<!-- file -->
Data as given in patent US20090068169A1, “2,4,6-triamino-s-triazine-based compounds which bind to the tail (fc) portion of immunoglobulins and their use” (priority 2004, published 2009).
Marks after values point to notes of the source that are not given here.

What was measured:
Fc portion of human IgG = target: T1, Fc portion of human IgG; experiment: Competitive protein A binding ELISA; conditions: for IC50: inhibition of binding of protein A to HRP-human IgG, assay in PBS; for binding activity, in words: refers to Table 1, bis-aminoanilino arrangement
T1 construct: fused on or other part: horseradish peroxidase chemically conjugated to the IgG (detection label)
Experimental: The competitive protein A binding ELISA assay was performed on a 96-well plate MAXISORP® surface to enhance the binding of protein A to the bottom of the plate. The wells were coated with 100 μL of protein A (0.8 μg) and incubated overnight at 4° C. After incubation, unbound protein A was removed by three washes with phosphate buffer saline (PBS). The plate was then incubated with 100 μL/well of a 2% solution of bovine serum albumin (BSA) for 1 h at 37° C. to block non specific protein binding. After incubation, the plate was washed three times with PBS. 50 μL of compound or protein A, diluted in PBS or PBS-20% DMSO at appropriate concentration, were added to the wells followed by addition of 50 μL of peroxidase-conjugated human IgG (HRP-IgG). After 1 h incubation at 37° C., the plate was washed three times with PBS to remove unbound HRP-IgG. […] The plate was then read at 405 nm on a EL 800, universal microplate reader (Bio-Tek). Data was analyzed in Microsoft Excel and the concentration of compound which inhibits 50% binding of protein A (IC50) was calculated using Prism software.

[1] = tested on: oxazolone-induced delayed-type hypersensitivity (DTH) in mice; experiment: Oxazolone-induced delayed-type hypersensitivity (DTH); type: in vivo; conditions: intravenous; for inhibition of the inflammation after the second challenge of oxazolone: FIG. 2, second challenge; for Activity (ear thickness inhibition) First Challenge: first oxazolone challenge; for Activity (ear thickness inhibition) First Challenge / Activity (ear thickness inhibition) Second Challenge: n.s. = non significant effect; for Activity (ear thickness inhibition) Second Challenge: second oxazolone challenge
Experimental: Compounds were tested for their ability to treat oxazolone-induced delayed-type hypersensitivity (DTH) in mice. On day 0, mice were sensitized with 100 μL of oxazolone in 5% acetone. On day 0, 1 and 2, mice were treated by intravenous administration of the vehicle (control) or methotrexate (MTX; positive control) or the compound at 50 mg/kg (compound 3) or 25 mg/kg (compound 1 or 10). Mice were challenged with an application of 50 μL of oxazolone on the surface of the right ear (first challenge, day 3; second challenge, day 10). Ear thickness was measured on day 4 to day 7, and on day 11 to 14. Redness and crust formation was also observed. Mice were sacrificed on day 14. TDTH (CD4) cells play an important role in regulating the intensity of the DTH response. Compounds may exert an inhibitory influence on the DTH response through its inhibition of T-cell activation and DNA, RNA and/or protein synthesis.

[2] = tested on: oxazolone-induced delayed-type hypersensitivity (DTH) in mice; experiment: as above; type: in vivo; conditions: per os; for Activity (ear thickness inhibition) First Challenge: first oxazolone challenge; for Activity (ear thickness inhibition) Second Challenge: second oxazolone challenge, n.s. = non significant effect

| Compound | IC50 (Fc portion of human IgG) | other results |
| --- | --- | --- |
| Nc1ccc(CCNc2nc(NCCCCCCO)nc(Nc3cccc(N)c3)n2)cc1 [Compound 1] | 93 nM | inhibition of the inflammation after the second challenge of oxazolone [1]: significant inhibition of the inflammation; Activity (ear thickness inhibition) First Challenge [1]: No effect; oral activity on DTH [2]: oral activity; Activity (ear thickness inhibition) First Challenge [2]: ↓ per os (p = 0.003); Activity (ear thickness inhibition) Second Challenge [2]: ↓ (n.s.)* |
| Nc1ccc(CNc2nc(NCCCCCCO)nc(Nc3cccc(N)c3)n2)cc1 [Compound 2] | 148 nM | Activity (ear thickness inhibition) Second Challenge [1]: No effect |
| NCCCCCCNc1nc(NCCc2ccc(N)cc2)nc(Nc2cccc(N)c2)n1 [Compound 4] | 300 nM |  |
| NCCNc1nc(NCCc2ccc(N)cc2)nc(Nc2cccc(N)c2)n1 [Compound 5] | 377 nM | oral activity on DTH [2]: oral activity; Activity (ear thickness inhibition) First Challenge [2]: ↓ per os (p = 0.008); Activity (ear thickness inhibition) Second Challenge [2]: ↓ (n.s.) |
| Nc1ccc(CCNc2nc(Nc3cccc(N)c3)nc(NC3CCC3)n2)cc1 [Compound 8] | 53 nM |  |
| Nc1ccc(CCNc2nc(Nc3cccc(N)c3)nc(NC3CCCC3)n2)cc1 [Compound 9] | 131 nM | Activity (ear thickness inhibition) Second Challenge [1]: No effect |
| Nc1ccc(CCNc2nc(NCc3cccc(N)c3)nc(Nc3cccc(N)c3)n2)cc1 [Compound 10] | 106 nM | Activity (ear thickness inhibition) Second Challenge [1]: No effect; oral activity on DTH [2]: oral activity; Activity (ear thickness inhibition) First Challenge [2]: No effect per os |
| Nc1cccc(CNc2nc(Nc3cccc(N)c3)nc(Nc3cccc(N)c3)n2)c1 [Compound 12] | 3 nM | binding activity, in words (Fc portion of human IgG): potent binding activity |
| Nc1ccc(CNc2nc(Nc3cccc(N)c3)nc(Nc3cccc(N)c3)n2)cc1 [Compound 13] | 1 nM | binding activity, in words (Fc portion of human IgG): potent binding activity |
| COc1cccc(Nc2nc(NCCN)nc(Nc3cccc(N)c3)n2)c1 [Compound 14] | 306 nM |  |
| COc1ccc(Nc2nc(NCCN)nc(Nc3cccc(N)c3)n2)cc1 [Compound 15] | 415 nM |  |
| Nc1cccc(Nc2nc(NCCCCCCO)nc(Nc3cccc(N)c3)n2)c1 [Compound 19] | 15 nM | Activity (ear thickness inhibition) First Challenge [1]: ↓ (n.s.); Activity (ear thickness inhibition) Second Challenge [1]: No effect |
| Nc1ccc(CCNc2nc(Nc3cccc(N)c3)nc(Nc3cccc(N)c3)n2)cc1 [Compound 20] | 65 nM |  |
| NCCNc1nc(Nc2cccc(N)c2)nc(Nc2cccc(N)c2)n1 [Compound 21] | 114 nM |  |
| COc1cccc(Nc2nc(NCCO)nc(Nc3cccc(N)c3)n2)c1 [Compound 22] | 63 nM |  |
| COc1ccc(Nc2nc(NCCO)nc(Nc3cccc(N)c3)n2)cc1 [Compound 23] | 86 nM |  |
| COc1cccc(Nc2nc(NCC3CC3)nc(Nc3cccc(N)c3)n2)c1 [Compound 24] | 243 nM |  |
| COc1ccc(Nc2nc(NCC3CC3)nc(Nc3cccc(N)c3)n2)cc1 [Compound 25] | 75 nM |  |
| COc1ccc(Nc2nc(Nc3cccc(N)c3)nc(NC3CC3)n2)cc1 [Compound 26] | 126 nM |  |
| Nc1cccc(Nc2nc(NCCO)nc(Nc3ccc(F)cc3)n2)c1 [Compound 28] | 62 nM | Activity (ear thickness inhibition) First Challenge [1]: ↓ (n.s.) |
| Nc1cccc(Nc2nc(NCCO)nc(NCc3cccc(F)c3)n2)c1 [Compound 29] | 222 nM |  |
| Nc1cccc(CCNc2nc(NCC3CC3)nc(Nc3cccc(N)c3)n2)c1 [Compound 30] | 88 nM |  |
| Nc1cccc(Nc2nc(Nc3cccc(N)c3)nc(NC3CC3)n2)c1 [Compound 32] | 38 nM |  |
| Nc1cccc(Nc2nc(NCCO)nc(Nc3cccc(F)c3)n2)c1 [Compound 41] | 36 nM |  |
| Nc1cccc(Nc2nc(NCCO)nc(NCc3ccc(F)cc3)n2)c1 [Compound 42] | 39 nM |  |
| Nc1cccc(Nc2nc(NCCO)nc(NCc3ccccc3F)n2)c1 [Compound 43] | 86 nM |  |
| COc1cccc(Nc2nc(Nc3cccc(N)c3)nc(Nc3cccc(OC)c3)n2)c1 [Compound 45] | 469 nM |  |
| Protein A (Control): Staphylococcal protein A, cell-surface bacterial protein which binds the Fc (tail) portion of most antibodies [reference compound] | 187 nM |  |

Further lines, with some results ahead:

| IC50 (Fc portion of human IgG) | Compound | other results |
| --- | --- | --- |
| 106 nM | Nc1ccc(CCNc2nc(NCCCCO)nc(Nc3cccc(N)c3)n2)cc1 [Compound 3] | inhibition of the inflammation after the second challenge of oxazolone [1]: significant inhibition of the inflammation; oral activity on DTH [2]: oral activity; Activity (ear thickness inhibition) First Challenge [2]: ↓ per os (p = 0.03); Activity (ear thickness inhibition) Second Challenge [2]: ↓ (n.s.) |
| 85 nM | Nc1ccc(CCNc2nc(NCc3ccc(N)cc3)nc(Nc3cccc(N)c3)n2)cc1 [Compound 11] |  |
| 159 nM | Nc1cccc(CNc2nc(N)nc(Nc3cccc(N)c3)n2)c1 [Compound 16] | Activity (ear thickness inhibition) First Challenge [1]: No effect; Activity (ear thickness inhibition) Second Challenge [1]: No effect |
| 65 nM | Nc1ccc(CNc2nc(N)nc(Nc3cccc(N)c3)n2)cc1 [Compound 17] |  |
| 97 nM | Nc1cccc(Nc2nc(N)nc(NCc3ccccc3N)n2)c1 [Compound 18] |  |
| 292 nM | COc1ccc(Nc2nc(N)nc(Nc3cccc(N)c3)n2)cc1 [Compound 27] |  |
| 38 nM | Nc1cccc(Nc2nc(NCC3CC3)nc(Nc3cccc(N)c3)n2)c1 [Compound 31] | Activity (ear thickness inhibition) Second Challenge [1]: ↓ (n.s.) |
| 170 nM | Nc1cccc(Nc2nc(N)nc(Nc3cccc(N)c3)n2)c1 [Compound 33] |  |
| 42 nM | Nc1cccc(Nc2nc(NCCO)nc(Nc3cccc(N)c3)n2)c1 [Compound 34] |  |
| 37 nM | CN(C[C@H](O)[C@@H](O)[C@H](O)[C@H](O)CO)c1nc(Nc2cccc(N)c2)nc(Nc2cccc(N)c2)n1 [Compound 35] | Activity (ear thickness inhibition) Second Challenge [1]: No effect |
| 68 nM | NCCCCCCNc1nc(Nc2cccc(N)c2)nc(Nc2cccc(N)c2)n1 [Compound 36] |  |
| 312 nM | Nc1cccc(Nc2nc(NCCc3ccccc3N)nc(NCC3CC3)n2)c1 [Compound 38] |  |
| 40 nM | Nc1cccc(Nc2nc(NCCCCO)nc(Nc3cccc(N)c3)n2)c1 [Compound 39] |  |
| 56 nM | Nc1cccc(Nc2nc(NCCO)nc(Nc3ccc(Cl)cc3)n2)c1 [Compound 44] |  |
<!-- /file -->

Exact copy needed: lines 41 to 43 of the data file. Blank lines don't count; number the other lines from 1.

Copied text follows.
| IC50 (Fc portion of human IgG) | Compound | other results |
| --- | --- | --- |
| 106 nM | Nc1ccc(CCNc2nc(NCCCCO)nc(Nc3cccc(N)c3)n2)cc1 [Compound 3] | inhibition of the inflammation after the second challenge of oxazolone [1]: significant inhibition of the inflammation; oral activity on DTH [2]: oral activity; Activity (ear thickness inhibition) First Challenge [2]: ↓ per os (p = 0.03); Activity (ear thickness inhibition) Second Challenge [2]: ↓ (n.s.) |